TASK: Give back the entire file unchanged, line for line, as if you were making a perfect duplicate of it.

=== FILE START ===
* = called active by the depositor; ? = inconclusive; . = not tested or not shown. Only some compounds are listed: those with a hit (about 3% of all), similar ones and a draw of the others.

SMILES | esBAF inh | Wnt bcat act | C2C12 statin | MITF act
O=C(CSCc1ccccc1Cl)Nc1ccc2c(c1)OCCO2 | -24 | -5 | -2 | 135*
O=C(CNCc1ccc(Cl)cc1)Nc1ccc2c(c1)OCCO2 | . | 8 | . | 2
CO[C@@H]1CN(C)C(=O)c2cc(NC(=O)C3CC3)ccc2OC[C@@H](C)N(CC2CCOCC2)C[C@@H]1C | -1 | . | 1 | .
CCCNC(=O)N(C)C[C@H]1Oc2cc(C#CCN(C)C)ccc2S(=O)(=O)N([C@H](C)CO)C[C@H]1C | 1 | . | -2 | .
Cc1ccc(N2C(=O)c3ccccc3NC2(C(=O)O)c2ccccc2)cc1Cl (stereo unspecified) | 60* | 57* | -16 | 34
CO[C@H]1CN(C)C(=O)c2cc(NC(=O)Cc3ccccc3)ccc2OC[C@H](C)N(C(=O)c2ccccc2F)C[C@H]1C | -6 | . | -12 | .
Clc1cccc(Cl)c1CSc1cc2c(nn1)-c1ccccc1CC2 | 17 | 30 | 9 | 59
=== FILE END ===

* = called active by the depositor; ? = inconclusive; . = not tested or not shown. Only some compounds are listed: those with a hit (about 3% of all), similar ones and a draw of the others.

SMILES | esBAF inh | Wnt bcat act | C2C12 statin | MITF act
O=C(CSCc1ccccc1Cl)Nc1ccc2c(c1)OCCO2 | -24 | -5 | -2 | 135*
O=C(CNCc1ccc(Cl)cc1)Nc1ccc2c(c1)OCCO2 | . | 8 | . | 2
CO[C@@H]1CN(C)C(=O)c2cc(NC(=O)C3CC3)ccc2OC[C@@H](C)N(CC2CCOCC2)C[C@@H]1C | -1 | . | 1 | .
CCCNC(=O)N(C)C[C@H]1Oc2cc(C#CCN(C)C)ccc2S(=O)(=O)N([C@H](C)CO)C[C@H]1C | 1 | . | -2 | .
Cc1ccc(N2C(=O)c3ccccc3NC2(C(=O)O)c2ccccc2)cc1Cl (stereo unspecified) | 60* | 57* | -16 | 34
CO[C@H]1CN(C)C(=O)c2cc(NC(=O)Cc3ccccc3)ccc2OC[C@H](C)N(C(=O)c2ccccc2F)C[C@H]1C | -6 | . | -12 | .
Clc1cccc(Cl)c1CSc1cc2c(nn1)-c1ccccc1CC2 | 17 | 30 | 9 | 59